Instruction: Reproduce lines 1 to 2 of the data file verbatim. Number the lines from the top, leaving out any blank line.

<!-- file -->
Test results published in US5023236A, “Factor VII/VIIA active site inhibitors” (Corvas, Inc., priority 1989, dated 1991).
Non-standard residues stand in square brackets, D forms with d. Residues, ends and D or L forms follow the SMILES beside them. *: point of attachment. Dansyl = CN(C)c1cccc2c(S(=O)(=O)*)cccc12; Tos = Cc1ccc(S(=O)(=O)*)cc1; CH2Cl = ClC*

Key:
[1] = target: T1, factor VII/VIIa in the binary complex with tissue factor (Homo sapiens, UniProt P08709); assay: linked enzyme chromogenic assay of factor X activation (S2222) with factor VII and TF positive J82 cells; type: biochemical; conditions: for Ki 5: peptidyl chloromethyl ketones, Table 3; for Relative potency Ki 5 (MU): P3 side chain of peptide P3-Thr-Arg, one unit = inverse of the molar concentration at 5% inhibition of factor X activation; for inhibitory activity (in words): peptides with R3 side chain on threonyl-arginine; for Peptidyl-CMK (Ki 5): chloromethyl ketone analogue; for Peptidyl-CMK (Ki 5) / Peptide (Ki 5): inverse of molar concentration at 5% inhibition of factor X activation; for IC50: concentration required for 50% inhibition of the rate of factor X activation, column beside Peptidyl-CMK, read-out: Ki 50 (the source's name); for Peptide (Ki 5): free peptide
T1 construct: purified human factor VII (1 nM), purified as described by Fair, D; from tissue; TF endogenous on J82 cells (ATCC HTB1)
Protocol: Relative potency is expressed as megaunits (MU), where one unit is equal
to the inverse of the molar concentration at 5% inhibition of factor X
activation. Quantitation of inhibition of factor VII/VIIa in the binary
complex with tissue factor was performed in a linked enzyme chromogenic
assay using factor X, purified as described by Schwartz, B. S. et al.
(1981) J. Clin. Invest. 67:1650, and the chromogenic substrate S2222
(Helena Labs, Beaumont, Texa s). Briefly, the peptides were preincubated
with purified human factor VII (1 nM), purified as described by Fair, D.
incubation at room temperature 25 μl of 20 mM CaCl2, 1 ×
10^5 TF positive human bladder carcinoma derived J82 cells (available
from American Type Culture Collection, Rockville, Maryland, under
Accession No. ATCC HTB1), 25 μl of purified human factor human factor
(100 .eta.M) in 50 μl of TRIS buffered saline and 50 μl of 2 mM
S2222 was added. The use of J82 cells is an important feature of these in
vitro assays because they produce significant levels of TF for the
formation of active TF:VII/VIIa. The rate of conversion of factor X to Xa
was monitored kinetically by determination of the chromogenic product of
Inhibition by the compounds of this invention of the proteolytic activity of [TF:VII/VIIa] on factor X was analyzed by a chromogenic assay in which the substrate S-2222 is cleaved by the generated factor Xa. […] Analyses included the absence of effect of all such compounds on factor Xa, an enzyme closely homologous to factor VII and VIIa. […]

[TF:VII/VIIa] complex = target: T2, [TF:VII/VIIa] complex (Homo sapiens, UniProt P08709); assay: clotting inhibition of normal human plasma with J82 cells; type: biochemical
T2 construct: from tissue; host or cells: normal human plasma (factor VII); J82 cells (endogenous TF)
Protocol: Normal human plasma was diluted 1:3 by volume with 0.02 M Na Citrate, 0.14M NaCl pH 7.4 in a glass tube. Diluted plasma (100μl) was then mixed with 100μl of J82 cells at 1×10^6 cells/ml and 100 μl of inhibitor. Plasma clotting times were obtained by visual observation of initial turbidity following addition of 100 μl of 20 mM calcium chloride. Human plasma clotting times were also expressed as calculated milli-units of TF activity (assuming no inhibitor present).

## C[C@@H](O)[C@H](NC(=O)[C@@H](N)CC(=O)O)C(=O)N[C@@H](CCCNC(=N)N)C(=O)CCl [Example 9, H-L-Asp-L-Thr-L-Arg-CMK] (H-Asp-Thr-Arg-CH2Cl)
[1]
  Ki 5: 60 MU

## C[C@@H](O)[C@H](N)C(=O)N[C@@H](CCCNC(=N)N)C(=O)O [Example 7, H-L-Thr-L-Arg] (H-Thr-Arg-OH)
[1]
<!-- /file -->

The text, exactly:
Test results published in US5023236A, “Factor VII/VIIA active site inhibitors” (Corvas, Inc., priority 1989, dated 1991).
Non-standard residues stand in square brackets, D forms with d. Residues, ends and D or L forms follow the SMILES beside them. *: point of attachment. Dansyl = CN(C)c1cccc2c(S(=O)(=O)*)cccc12; Tos = Cc1ccc(S(=O)(=O)*)cc1; CH2Cl = ClC*